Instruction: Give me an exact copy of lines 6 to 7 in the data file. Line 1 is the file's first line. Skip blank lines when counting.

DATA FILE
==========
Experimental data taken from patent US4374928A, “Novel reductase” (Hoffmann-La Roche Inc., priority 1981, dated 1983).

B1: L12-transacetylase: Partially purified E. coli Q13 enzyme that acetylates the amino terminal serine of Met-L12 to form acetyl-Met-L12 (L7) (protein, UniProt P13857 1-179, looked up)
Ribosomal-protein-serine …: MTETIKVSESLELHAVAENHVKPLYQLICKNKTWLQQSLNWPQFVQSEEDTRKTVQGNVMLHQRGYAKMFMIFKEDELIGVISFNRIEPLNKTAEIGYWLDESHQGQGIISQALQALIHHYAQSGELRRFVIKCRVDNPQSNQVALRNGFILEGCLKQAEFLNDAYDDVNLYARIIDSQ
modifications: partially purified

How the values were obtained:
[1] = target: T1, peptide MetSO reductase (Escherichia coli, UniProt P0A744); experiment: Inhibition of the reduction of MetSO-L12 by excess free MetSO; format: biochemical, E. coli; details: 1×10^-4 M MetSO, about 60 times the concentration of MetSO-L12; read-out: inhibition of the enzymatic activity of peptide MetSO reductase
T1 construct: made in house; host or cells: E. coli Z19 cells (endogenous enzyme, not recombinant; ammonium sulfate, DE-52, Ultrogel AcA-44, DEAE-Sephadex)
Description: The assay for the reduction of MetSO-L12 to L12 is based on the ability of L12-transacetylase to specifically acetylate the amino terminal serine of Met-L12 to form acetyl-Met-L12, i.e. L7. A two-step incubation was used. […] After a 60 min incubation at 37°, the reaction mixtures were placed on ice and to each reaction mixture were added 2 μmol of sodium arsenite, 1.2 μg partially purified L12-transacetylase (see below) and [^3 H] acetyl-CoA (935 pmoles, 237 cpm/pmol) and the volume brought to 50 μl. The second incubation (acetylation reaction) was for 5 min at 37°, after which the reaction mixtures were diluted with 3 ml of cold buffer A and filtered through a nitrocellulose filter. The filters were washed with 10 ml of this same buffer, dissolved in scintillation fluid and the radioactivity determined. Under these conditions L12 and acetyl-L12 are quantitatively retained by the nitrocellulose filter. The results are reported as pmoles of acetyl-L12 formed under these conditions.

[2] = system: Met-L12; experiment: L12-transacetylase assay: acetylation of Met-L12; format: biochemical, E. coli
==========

[1] = target: T1, peptide MetSO reductase (Escherichia coli, UniProt P0A744); experiment: Inhibition of the reduction of MetSO-L12 by excess free MetSO; format: biochemical, E. coli; details: 1×10^-4 M MetSO, about 60 times the concentration of MetSO-L12; read-out: inhibition of the enzymatic activity of peptide MetSO reductase
T1 construct: made in house; host or cells: E. coli Z19 cells (endogenous enzyme, not recombinant; ammonium sulfate, DE-52, Ultrogel AcA-44, DEAE-Sephadex)